As if all of this weren’t amazing enough, we all walked down the street afterward to the Raven Cafe for a night of music and dancing, with all the old spirit present, with the Moving Edge Ensemble. A perfect night in Prescott.
Tooling around Prescott, I was struck by the way the town is constantly in flux but always somehow stays the same. For instance, the row of houses that was once known as the McCormick Arts District is now home to a restaurant, the Beastro, and many of the art galleries once found there (including a vital center for literary types, the Mad Linguist) are long gone.
But the row is still as funky as ever. A new gallery seems to have cropped up here, and it has a both a statement in support of diversity and an homage to the Granite Mountain Hotshots out front. And in the place where The Catalyst once stood (known in Hot Season as The Black Cat), you’ll now find the Prescott Traveler’s Hostel–somehow, I have the feeling Bill (The Catalyst’s founder, and the activist who inspired the character Dyson Lathe) would be pleased.
Around the State
The next week I drove to Flagstaff, where I interviewed one of the foremost women of Western letters, and a hell-raising force for good, Mary Sojourner. (We met at Buffalo Park, where she proceeded to cuss out a young man flying a super annoying drone–it was a joy to behold the way he cowed before her.) Talking with Mary, post election, was one of the best things I could have done; this woman has been in the fight as long as I’ve been alive, and our discussion was hugely galvanizing.
Afterward, I hiked Mount Eldon, under stunningly blue alpine skies.
That night I was a featured reader at the Narrow Chimney series, where I met author, curator, and Northern Arizona Book Festival director Jesse Sensibar. He was kind enough to hook me up with a place to stay in Tucson for later that week, after the interview I’d somehow managed to wrangle with another of my favorite authors, Lydia Millet (you’ll be hearing more from me about her astounding recent novel, Sweet Lamb of Heaven).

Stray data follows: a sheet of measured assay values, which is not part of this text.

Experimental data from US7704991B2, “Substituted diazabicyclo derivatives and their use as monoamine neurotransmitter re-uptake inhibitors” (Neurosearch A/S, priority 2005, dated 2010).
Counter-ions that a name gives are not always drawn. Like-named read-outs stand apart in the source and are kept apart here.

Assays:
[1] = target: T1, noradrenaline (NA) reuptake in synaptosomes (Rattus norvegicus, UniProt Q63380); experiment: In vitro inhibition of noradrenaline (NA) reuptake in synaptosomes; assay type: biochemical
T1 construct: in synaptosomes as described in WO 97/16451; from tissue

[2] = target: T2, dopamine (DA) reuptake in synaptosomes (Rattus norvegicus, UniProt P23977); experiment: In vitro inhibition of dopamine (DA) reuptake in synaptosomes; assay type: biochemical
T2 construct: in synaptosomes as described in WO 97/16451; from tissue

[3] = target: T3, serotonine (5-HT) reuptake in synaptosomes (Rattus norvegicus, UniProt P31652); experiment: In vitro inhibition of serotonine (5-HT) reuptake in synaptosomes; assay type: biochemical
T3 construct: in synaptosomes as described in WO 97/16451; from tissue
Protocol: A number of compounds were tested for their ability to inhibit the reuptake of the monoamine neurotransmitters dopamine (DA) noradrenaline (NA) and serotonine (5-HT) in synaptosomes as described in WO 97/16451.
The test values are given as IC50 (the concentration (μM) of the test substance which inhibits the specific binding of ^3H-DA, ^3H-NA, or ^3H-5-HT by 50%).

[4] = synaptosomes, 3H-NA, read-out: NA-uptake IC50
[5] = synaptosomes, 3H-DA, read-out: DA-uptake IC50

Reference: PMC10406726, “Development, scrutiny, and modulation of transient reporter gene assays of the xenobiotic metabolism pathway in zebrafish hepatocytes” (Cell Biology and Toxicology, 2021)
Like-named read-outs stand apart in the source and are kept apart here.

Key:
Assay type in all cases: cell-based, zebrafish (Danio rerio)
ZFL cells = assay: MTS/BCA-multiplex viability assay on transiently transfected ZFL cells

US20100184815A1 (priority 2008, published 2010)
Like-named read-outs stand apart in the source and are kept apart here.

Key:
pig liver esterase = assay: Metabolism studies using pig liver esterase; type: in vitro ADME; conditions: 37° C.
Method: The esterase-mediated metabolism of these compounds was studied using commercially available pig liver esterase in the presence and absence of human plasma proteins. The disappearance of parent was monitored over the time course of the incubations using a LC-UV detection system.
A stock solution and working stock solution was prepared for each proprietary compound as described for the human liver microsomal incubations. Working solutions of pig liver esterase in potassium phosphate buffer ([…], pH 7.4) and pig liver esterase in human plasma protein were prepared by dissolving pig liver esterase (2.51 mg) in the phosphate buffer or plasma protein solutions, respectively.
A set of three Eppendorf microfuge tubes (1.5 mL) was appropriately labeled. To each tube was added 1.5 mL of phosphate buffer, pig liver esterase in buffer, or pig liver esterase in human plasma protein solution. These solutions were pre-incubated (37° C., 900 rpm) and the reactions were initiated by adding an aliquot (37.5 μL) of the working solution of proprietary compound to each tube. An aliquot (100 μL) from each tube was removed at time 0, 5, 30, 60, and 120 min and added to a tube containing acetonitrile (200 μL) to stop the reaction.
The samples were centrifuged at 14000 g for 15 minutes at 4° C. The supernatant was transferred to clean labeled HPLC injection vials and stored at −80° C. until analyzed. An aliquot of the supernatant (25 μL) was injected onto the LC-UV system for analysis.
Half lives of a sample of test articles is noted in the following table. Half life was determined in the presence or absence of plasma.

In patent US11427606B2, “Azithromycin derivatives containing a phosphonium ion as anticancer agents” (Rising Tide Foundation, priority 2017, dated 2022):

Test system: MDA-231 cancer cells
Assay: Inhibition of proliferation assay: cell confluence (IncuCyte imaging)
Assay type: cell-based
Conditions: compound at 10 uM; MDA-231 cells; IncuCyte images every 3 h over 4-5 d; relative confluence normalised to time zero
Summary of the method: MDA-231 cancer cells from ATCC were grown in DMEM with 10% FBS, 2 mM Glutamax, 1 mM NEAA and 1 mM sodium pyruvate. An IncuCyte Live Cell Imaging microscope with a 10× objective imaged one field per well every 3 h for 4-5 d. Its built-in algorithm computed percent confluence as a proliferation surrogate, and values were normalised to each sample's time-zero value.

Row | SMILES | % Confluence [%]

Later that week, I had lunch with Steve Healey of the Professional Writers of Prescott at a place called Cowgirl in the Kitchen, which was filled with delightful Westernalia, and presented a talk on the small press publishing landscape at the Prescott Valley Public Library. The questions were sharp and informed, the company delightful, the room near capacity.
Later that week, I drove to Tucson, where I interviewed Lydia at her home in the Saguaro National Park, on her patio, not far from an agave nearly the size of a VW Beetle. Later, I met Kristen, Jesse’s friend in Tucson, who welcomed me into her home, as did her adorable chihuahua, Frida (Kahlo, of course). The next morning, I took a walk through the barrio, passed the Cesar Chavez memorial and the Holocaust museum–both of which seemed quite poignant after this election–and had some of the best huevos rancheros ever.
Before leaving, I met up with Nikki Bagley, an old friend who narrowly lost her bid for the Arizona Senate, and her adorable son in Old Town Cottonwood (which was way, way more hip than I remember). On the way back to Prescott I had to stop–of course–in everybody’s favorite ghost-town-turned-art-town perched on the side of a mountain, Jerome.
Arizona, I’ll return in March for the Tucson Festival of Books. Until then, au revoir!